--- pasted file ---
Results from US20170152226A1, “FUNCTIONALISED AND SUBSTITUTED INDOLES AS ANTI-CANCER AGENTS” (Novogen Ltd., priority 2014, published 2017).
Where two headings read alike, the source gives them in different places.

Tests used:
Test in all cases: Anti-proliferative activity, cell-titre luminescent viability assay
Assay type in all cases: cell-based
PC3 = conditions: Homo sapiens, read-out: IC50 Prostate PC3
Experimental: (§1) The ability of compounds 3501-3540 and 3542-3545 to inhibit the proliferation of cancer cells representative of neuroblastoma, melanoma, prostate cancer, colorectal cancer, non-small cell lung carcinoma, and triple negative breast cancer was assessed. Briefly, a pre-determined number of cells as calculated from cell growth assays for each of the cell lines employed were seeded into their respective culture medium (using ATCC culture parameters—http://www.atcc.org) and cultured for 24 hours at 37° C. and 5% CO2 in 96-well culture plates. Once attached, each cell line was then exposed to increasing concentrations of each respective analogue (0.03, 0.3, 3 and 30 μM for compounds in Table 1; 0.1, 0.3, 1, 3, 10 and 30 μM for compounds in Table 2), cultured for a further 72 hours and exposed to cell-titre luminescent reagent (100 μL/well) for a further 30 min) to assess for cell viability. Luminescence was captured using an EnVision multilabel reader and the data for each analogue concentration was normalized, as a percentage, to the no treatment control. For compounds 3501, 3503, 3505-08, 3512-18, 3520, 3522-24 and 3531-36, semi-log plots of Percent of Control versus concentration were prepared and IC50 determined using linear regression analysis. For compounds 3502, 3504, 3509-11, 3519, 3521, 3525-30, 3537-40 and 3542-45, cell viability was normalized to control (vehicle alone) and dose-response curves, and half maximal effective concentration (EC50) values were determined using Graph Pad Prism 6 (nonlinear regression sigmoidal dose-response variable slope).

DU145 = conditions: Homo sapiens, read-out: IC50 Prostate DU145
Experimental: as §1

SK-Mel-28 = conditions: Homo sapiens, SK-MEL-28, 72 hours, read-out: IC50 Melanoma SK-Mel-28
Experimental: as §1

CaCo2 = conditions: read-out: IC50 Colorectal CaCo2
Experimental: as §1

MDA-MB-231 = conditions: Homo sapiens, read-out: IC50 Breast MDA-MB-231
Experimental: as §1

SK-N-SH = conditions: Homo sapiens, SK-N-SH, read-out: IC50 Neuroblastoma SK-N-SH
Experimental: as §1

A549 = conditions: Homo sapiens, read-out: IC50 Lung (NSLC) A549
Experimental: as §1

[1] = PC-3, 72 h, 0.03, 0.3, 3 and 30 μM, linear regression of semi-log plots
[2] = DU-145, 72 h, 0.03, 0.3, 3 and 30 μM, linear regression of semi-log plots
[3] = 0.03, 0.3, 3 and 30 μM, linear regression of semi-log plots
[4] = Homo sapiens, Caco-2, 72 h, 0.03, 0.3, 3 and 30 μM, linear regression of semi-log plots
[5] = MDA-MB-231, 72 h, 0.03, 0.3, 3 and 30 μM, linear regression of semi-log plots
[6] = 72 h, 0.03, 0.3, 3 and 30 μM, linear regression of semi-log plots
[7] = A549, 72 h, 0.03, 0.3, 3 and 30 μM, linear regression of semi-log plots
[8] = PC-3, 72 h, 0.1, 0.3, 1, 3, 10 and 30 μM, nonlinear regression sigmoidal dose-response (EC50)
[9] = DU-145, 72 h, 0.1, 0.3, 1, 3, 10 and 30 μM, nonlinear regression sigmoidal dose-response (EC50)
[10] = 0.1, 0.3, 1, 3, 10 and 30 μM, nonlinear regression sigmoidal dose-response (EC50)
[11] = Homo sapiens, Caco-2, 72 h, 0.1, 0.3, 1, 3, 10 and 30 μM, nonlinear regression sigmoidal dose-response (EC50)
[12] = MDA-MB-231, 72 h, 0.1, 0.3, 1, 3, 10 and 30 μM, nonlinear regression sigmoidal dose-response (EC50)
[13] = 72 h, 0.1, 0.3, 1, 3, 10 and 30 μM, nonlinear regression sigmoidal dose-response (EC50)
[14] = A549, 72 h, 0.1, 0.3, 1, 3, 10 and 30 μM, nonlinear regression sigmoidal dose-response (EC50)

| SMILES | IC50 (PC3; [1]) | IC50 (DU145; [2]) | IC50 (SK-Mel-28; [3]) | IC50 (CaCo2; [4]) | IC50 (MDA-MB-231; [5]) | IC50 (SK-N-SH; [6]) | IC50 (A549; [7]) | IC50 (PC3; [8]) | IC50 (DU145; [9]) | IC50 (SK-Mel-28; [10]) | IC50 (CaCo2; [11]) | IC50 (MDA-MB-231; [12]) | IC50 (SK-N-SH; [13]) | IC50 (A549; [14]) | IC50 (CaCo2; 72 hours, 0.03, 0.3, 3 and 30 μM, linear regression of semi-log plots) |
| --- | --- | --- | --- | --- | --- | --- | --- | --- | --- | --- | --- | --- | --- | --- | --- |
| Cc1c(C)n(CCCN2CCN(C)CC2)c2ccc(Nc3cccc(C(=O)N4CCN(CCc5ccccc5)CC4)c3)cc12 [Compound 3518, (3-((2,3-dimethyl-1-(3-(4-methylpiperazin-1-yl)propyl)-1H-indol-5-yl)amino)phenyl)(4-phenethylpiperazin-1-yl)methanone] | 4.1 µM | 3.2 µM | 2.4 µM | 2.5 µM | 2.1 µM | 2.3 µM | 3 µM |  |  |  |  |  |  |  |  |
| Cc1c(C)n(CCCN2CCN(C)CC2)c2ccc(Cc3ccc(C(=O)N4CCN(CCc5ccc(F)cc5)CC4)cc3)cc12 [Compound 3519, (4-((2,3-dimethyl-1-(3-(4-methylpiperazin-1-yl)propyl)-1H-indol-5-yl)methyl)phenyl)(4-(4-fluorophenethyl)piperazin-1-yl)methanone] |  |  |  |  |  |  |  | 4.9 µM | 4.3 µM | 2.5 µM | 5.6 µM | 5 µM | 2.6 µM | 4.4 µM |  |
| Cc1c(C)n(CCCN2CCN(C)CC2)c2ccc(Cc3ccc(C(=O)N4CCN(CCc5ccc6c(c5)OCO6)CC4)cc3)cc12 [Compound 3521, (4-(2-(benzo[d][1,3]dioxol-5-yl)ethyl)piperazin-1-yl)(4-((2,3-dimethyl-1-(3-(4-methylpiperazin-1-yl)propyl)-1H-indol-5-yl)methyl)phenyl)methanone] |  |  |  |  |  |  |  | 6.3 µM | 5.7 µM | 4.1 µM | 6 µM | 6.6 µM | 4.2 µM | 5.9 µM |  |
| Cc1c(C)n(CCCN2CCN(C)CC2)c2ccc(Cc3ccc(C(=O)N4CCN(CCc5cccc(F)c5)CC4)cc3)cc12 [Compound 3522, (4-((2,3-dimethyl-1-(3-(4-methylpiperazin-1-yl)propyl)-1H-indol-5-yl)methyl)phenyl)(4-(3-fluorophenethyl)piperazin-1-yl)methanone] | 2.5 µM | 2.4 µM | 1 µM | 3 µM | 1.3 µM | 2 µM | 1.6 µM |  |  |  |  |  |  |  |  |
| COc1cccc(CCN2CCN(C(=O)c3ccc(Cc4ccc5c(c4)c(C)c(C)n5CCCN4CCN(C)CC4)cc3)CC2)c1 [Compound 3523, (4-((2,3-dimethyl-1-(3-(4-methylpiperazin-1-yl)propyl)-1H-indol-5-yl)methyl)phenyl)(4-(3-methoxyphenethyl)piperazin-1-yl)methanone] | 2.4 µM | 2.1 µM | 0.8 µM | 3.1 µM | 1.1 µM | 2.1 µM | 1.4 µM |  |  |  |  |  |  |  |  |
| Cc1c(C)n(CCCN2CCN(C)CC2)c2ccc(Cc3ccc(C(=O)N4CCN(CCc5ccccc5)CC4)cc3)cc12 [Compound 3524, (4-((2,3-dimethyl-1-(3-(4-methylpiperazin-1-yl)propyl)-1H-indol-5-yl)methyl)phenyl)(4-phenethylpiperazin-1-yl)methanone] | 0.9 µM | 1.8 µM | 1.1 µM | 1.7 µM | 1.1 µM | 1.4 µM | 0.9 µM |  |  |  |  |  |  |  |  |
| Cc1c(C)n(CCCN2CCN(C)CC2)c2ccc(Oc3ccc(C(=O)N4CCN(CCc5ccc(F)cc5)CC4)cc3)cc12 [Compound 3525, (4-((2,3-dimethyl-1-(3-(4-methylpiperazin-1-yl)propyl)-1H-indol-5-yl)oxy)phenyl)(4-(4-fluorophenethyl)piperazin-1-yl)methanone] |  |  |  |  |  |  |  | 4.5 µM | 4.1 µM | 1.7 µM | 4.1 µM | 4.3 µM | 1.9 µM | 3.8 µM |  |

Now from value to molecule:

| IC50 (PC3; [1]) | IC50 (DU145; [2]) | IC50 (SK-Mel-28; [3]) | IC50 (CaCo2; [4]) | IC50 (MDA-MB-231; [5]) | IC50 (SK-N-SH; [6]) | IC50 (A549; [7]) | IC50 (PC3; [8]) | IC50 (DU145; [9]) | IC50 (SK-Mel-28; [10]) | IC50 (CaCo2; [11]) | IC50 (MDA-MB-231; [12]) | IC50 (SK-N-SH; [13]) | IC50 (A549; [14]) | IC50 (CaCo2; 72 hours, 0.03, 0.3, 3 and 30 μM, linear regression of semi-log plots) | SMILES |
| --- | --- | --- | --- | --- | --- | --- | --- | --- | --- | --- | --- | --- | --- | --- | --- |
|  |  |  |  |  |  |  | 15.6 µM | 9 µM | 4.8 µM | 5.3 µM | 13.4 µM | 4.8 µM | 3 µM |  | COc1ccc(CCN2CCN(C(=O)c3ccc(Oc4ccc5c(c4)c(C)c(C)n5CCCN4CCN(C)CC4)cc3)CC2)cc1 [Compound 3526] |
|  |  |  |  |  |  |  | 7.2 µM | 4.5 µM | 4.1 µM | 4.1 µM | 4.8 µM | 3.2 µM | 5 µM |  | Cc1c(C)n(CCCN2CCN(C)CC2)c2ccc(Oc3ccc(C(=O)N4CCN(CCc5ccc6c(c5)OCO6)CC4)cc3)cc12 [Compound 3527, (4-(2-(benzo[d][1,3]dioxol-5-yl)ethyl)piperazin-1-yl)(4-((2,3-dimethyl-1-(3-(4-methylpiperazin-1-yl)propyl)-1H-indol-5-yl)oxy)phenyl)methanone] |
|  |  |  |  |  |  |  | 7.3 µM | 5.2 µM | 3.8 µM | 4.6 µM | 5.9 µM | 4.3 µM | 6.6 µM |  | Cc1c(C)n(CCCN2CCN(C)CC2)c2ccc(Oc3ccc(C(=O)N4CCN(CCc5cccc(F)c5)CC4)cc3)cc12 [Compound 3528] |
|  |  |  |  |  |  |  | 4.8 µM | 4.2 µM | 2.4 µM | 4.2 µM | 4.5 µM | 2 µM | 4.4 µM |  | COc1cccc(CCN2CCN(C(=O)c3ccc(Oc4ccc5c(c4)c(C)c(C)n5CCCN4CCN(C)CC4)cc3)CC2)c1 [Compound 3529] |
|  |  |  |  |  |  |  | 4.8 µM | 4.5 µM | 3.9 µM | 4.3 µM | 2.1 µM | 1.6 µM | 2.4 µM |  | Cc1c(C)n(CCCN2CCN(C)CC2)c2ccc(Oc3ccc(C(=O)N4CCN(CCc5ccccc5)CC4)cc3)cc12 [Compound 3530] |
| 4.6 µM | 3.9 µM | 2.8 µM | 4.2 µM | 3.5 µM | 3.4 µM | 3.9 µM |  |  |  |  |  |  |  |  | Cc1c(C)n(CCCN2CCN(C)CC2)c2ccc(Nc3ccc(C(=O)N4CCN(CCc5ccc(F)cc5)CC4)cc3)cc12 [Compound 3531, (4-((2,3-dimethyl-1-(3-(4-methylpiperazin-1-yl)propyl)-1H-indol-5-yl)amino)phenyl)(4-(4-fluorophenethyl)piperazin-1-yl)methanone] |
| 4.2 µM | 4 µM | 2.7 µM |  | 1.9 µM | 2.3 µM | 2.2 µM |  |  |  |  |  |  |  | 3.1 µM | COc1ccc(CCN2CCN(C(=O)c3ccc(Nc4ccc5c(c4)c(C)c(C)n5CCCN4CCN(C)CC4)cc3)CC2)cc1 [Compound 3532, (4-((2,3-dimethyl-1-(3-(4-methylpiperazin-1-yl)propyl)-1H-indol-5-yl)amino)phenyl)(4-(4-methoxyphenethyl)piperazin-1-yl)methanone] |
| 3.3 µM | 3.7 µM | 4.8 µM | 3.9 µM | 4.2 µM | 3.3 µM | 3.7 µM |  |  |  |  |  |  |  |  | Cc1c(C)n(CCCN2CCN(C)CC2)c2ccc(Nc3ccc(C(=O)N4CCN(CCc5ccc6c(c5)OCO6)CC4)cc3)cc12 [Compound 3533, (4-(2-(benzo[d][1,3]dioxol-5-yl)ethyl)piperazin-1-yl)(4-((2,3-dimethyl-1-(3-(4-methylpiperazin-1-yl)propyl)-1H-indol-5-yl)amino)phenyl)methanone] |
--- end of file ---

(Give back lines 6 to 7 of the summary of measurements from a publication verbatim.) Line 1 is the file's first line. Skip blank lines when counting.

PC3 = conditions: Homo sapiens, read-out: IC50 Prostate PC3
Experimental: (§1) The ability of compounds 3501-3540 and 3542-3545 to inhibit the proliferation of cancer cells representative of neuroblastoma, melanoma, prostate cancer, colorectal cancer, non-small cell lung carcinoma, and triple negative breast cancer was assessed. Briefly, a pre-determined number of cells as calculated from cell growth assays for each of the cell lines employed were seeded into their respective culture medium (using ATCC culture parameters—http://www.atcc.org) and cultured for 24 hours at 37° C. and 5% CO2 in 96-well culture plates. Once attached, each cell line was then exposed to increasing concentrations of each respective analogue (0.03, 0.3, 3 and 30 μM for compounds in Table 1; 0.1, 0.3, 1, 3, 10 and 30 μM for compounds in Table 2), cultured for a further 72 hours and exposed to cell-titre luminescent reagent (100 μL/well) for a further 30 min) to assess for cell viability. Luminescence was captured using an EnVision multilabel reader and the data for each analogue concentration was normalized, as a percentage, to the no treatment control. For compounds 3501, 3503, 3505-08, 3512-18, 3520, 3522-24 and 3531-36, semi-log plots of Percent of Control versus concentration were prepared and IC50 determined using linear regression analysis. For compounds 3502, 3504, 3509-11, 3519, 3521, 3525-30, 3537-40 and 3542-45, cell viability was normalized to control (vehicle alone) and dose-response curves, and half maximal effective concentration (EC50) values were determined using Graph Pad Prism 6 (nonlinear regression sigmoidal dose-response variable slope).